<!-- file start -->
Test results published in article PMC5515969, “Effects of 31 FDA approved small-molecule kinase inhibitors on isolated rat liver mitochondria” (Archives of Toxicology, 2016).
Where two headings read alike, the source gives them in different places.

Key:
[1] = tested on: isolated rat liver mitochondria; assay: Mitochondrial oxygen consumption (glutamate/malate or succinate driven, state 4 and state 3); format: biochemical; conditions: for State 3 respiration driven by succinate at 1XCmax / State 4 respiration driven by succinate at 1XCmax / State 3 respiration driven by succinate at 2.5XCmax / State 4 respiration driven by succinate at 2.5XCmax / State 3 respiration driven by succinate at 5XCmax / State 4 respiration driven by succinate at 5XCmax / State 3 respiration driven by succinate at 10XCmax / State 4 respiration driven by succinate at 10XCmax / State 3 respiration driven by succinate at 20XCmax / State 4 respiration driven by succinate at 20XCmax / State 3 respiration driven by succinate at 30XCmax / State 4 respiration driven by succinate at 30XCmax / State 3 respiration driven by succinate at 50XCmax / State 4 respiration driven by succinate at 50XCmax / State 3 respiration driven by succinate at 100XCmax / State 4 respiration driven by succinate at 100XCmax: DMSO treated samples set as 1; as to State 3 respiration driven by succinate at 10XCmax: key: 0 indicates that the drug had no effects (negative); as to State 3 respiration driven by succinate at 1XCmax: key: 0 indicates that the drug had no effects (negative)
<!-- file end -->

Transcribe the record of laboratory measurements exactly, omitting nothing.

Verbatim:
Test results published in article PMC5515969, “Effects of 31 FDA approved small-molecule kinase inhibitors on isolated rat liver mitochondria” (Archives of Toxicology, 2016).
Where two headings read alike, the source gives them in different places.

Key:
[1] = tested on: isolated rat liver mitochondria; assay: Mitochondrial oxygen consumption (glutamate/malate or succinate driven, state 4 and state 3); format: biochemical; conditions: for State 3 respiration driven by succinate at 1XCmax / State 4 respiration driven by succinate at 1XCmax / State 3 respiration driven by succinate at 2.5XCmax / State 4 respiration driven by succinate at 2.5XCmax / State 3 respiration driven by succinate at 5XCmax / State 4 respiration driven by succinate at 5XCmax / State 3 respiration driven by succinate at 10XCmax / State 4 respiration driven by succinate at 10XCmax / State 3 respiration driven by succinate at 20XCmax / State 4 respiration driven by succinate at 20XCmax / State 3 respiration driven by succinate at 30XCmax / State 4 respiration driven by succinate at 30XCmax / State 3 respiration driven by succinate at 50XCmax / State 4 respiration driven by succinate at 50XCmax / State 3 respiration driven by succinate at 100XCmax / State 4 respiration driven by succinate at 100XCmax: DMSO treated samples set as 1; as to State 3 respiration driven by succinate at 10XCmax: key: 0 indicates that the drug had no effects (negative); as to State 3 respiration driven by succinate at 1XCmax: key: 0 indicates that the drug had no effects (negative)